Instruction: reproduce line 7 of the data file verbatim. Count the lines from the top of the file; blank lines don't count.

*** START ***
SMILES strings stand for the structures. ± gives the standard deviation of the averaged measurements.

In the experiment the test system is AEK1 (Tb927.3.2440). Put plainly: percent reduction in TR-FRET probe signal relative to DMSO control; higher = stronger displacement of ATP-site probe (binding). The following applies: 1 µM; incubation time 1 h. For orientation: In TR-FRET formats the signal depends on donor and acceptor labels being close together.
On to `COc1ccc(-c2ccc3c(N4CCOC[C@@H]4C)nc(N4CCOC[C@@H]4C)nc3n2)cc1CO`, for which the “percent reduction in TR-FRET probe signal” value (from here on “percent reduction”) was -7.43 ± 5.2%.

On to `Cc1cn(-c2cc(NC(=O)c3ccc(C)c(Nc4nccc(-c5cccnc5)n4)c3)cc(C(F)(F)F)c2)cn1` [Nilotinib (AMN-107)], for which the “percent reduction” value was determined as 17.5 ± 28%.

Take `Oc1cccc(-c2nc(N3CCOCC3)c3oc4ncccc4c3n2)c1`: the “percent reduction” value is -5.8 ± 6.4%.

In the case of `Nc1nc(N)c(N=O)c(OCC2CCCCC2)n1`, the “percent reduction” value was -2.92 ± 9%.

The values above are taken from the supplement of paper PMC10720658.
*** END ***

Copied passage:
The values above are taken from the supplement of paper PMC10720658.